Black Panther: Wakanda Forever leverages its anguish and shattered heart to create art that not only honors and celebrates a history, but also ensures that it is forever!
So now that T’Challa has gone to the ancestors, Wakanda must grieve and come to terms with the loss of their Black Panther. The globe is now devouring Vibranium’s territory piece by piece, like a vulture. It is now up to Queen Ramonda and Shuri to preserve it. But there is another, more serious threat. Will the Black Panther Party resurface? Will Wakanda thrive once more?
Have you ever imagined that a Disney-backed superhero fantasy film based on a massively renowned comic book would teach you how to deal with grief? Phase 4 of the Marvel Cinematic Universe includes more duds than hits. I can now tell you why the studio opted to end it with Black Panther: Wakanda Forever.
It is the death of a King, the hole left by his departure, the arrival of a new foe, and the weight of the mantle he left behind. Since 2018, a lot has changed. The most significant alteration is, of course, Chadwick Boseman’s tragic death. He ushered forth a new era in movies by dressing as King T’Challa for the first time. He practically accompanied Marvel to the Academy Awards.
Even the viewers have been subjected to a plague and a plethora of mediocre Marvel stuff. So, of course, this is a redemption, and what follows is a love letter.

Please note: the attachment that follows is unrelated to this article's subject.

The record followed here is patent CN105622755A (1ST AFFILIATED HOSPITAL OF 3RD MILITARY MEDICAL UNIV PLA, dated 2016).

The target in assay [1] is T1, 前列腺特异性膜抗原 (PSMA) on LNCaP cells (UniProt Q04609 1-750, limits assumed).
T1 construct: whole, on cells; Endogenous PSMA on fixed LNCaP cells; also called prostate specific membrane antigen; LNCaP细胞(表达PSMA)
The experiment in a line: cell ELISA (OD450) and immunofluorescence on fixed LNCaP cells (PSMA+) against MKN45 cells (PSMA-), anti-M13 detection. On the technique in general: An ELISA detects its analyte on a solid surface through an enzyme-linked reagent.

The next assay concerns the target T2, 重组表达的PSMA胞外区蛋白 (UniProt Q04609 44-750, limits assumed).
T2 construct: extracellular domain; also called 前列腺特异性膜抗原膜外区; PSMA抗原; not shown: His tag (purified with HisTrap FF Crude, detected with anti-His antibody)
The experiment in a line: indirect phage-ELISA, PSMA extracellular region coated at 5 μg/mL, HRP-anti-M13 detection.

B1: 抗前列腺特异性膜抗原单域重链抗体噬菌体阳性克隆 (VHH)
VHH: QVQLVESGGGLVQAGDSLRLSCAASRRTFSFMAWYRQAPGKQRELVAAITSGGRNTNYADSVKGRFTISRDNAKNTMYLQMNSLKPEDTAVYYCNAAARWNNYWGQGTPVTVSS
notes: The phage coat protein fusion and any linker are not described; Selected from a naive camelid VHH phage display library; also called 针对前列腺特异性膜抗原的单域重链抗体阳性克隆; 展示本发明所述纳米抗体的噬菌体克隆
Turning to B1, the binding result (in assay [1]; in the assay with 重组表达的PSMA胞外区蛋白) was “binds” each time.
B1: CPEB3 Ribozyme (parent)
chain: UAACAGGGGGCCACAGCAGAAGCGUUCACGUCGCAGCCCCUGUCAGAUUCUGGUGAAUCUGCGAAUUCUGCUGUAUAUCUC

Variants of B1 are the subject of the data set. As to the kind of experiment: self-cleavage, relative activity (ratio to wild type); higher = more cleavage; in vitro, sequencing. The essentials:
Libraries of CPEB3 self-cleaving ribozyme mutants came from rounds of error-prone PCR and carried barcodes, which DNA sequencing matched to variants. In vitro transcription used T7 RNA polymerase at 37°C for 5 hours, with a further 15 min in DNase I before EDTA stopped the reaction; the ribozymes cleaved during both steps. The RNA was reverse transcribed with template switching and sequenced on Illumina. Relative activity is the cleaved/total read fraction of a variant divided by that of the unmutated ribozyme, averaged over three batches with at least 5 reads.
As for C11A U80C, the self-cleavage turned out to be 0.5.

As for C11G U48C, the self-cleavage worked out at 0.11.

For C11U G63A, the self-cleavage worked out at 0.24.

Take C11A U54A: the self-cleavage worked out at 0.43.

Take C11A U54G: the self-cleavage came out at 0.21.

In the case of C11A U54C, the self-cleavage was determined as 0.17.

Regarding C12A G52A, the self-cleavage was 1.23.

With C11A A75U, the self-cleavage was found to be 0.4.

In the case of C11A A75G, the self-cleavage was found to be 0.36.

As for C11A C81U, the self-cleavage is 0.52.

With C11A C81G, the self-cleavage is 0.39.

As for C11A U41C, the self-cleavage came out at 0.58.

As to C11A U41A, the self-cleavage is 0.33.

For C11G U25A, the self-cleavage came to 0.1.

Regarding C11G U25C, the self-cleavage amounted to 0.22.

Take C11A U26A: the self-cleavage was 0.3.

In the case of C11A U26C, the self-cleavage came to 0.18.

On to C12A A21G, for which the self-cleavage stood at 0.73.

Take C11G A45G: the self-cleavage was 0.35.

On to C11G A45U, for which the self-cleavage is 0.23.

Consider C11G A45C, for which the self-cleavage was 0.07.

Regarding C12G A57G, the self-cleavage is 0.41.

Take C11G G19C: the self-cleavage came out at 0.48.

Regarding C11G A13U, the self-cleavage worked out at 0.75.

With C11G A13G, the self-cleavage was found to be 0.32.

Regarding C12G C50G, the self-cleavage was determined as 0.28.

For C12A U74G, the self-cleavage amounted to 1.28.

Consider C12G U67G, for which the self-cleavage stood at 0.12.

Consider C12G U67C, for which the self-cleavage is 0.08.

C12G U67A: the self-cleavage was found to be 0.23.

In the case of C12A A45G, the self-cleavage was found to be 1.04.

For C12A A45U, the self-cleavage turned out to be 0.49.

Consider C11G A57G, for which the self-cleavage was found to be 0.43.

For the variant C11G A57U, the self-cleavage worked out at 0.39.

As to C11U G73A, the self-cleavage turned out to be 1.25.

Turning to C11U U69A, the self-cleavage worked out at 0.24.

Wakanda Forever is the definition of a good film, written by Ryan Coogler with assistance from Joe Robert Cole for the script. Marinated in complexities, yet arranged to the point that you can see the creators dealing with a particular plot at a time. There is no urgency to go from point A to point B; what you must see is the voyage. And it all starts with an homage. For every fan and moviegoer, Boseman’s death was a personal loss.
Coogler’s language shapes the funeral as though we are all present. The homage is so passionate, the emotions so real, that the audience has goosebumps within the first 5 minutes, with a thudding sound signaling the final views of T’Challa, followed by a dead quiet. Ryan and the team’s phrasing gives the impression that Chadwick’s hole is filled with silences. Every time he enters the picture, there is no music, practically a vacuum, and I felt it to my core.
And so starts the life following the King’s death, and what is to come. Queen Ramonda, played by the amazing Angela Bassett, has temporarily assumed the throne.
Because the loss is so significant, Coogler makes certain that the anguish does not die for even a minute. In the midst of all, he continues to develop his tale toward a successor. What is surprising is that Wakanda Forever has all the hallmarks of a perfect Marvel film, including chase sequences, fights both on land and underwater, and plenty of action, but it also has a vulnerable heart. With Shuri (Letitia Wright), he makes you aware of the weight of duty and the agony that comes with it.